Now I realize that I’m getting on a bit in years. Anniversaries, one after the other, starting this year, and the others in advance:

1962 − 50 years since I started my violin studies, 14½ years old, with Sven Karpe at the Musikhögskolan in Stockholm.

1972 − 40 years since I received my diploma with André Gertler at Koninklijk Muziek-Conservatorium in Brussels with the assessment of the jury ”La plus grande distinction et les félicitations du jury”. According to the Conservatory officials such a distinction was very rare, perhaps even unique.

1972 − I won the international violin competition in ARD Munich with 2nd prize. Strangely enough two earlier brilliant students of Gertler’s had also ”only” won the 2nd prize. Fie for these intrigues!

1973 − I won the TV-competition TENUTO in Belgium (CD IV, track 4).

1973 − I got the 1st prize in the Joseph Szigeti International Violin Competition in Budapest. Unfortunately Szigeti died a few months before the competition began. As a prize I also received six LP records with his recordings, from the hand of his daughter.

1973 − Two months after the competition in Budapest I won the 3rd prize in the Vianna da Motta international violin competition, with an almost completely new program, and a loss of several kilos because of a too difficult program and too much practicing.

1975 − Finalist and prizewinner in the Sibelius competition in Helsinki.

1976 − 1st prize in the international competition J S Bach in Leipzig.

1977 − My last competition was the TIJI UNESCO (Tribune Internationale des Jeunes Interprètes) in Bratislava, with four prizewinners in different categories.

1977 − On January 17, I was appointed docent in violin at the Muziek-Conservatorium in Maastricht, NL. From now on the competitions were only for my students, who continued in my tradition by winning violin competitions.

2012 − The 2nd of October I celebrate my 65th anniversary by issuing this new CD-box, with a selection of my best concert- and radio recordings from 1973 to 1985.

When I was appointed docent in Maastricht I found it very interesting and rewarding to teach. It was the most important task for me. But my own concerting suffered of course, which I regret, looking back. Furthermore, as a foreign woman, successful both as a violinist and a teacher, there were many intrigues around me, with many difficult years, until I decided to retire, after 24 years. Instead I founded the André Gertler Violin Academy in Brussels. However, I have wonderful memories of most of my students and their brilliant results at their diploma examinations. They tell me that they are now happy practicing our fantastic profession: violinists in the world of music.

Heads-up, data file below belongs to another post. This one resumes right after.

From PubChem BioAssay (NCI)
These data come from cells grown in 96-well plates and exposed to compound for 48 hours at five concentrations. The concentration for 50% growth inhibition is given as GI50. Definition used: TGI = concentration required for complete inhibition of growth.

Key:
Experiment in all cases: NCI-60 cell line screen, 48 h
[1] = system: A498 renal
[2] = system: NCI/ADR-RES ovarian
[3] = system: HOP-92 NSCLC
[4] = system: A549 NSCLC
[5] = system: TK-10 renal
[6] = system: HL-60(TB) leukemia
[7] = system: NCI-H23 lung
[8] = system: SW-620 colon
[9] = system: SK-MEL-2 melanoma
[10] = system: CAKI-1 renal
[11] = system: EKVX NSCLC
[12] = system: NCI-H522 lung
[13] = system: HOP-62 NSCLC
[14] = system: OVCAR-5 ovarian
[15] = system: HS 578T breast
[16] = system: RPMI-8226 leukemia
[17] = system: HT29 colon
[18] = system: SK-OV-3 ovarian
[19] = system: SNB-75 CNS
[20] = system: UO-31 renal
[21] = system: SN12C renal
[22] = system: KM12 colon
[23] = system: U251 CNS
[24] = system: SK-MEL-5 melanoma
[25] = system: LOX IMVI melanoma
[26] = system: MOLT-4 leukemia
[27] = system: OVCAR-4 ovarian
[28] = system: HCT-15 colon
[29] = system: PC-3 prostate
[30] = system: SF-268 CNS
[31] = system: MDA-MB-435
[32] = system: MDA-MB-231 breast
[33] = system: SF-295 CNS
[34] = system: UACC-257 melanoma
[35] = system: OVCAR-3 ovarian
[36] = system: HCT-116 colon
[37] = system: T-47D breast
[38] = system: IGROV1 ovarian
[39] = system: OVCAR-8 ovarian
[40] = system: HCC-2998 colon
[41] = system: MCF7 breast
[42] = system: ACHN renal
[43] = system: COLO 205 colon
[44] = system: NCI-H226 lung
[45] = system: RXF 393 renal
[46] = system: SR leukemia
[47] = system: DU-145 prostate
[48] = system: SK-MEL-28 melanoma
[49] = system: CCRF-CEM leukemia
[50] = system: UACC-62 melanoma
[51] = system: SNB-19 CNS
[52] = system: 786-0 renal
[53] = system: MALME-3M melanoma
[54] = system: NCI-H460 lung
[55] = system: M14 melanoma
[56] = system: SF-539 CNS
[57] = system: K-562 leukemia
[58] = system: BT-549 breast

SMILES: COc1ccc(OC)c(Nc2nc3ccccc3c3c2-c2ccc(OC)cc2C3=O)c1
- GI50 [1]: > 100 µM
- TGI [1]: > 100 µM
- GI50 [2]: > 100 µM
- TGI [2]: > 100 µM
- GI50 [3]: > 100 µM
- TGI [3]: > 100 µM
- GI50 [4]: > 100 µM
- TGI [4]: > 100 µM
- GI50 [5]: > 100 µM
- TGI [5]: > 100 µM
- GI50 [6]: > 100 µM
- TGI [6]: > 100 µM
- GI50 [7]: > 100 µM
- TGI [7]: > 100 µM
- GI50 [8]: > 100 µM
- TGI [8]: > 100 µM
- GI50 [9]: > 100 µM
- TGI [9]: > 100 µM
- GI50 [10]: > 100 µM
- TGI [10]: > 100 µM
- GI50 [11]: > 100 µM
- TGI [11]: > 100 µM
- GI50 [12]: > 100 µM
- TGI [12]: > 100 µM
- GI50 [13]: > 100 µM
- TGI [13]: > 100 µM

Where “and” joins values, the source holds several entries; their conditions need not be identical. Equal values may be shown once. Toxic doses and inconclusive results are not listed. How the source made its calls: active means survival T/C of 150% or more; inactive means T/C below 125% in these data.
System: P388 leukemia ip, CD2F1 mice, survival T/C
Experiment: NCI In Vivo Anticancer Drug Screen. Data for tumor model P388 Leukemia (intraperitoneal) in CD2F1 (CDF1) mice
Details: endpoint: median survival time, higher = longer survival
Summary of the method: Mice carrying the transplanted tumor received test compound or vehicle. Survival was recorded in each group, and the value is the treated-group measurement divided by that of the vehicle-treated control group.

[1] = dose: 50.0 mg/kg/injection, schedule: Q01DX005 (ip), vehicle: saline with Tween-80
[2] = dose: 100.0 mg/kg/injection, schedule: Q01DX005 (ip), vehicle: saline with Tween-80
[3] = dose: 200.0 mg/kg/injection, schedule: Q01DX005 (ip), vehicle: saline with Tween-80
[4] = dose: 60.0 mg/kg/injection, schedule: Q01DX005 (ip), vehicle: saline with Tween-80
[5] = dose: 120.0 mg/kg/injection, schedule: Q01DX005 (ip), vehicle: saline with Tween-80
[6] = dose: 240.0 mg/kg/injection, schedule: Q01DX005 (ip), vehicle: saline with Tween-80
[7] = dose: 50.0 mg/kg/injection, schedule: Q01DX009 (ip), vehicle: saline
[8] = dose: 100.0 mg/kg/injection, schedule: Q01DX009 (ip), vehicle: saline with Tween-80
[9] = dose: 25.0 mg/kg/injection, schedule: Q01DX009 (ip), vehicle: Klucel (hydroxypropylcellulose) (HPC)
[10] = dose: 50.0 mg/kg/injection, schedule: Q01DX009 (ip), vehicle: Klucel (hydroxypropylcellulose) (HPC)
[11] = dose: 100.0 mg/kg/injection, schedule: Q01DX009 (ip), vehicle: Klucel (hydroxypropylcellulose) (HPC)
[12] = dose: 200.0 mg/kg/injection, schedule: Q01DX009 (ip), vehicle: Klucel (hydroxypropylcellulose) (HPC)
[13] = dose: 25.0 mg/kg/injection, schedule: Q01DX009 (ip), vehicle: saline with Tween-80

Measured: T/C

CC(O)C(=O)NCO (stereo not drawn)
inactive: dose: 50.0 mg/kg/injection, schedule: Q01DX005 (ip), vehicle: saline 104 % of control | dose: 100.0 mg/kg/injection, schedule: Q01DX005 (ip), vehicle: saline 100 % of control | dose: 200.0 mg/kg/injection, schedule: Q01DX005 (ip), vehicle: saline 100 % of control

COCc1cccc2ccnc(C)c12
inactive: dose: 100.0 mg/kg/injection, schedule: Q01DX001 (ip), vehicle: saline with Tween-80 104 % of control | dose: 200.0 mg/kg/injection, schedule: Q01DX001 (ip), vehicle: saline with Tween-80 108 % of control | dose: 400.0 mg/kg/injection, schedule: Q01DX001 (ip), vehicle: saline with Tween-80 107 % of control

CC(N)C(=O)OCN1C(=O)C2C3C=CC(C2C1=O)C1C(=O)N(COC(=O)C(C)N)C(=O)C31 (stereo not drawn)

In January 1978 a man from Westdeutcher Rundfunk phoned Gertler and asked if he had a student who for one night could replace S. Gavrilov in Alban Berg’s violin concerto in Frankfurt HR on Mars 17. Yes, was his answer, and he asked me to learn it. I had never heard nor seen the music before, but two months later I played it in Frankfurt, by heart, too. It was the first and the last time I was lucky enough to play this wonderful concert. Fortunately it was preserved in the HR archives. When I returned to Brussels I found a bunch of flowers with a note from Gertler on my door: ”Le vieux serviteur de Alban Berg félicite de tout coeur la plus jeune, bravo!!… noch so weiter!!!”

My participation in the Bach competition in 1976 was a pure coincidence. I would have preferred a revenge for the less flattering place in 1971 in Le concours musical international Reine-Elizabeth-de-Belgique, where I ”only” reached the second round. But landing among the last 24 participants was no catastrophe. My preparations were not optimal. I had only studied at the conservatory seven months – new teacher, new technique, new life and new language. Furthermore I had scheduled a long concert tour in Sweden the month before the competition, with a totally different program, so the final preparation was not what it should be before such a big and difficult challenge as this competition. Now it was 1976 and time for the next Elizabeth competition.